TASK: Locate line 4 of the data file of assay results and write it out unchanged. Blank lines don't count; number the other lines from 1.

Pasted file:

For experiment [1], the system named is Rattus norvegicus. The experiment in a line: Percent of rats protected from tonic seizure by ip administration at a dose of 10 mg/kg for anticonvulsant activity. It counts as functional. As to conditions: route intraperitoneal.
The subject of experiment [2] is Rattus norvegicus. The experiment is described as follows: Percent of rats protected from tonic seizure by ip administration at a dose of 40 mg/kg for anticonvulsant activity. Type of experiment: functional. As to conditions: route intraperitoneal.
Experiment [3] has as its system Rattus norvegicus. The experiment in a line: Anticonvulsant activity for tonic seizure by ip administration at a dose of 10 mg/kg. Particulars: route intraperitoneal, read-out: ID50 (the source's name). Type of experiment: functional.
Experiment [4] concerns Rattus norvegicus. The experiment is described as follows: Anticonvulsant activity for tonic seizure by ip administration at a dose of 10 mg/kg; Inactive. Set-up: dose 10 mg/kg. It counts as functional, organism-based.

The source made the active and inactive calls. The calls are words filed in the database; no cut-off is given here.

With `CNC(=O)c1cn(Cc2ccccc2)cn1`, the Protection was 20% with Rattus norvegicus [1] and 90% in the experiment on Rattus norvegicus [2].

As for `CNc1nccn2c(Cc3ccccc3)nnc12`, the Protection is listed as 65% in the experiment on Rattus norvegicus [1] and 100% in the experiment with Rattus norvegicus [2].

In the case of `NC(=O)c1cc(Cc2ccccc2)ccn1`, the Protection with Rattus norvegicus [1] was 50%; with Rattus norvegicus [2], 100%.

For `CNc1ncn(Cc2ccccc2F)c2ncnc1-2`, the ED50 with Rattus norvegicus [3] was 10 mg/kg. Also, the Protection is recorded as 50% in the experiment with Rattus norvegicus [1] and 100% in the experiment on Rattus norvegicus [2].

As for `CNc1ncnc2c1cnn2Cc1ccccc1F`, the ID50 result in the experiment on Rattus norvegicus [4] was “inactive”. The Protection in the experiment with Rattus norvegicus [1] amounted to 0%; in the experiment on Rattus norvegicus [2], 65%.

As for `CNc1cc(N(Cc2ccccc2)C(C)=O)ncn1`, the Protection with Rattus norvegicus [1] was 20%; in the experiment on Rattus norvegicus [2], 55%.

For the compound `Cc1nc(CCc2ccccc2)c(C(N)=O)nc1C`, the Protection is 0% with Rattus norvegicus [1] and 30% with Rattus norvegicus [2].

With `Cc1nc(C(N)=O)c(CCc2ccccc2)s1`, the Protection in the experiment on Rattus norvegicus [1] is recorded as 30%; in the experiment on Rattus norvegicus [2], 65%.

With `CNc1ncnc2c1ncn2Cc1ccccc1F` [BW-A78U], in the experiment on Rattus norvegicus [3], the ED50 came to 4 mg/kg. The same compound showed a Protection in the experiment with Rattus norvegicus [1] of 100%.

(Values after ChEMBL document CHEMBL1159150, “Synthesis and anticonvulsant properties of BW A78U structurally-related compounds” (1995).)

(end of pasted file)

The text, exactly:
Experiment [4] concerns Rattus norvegicus. The experiment is described as follows: Anticonvulsant activity for tonic seizure by ip administration at a dose of 10 mg/kg; Inactive. Set-up: dose 10 mg/kg. It counts as functional, organism-based.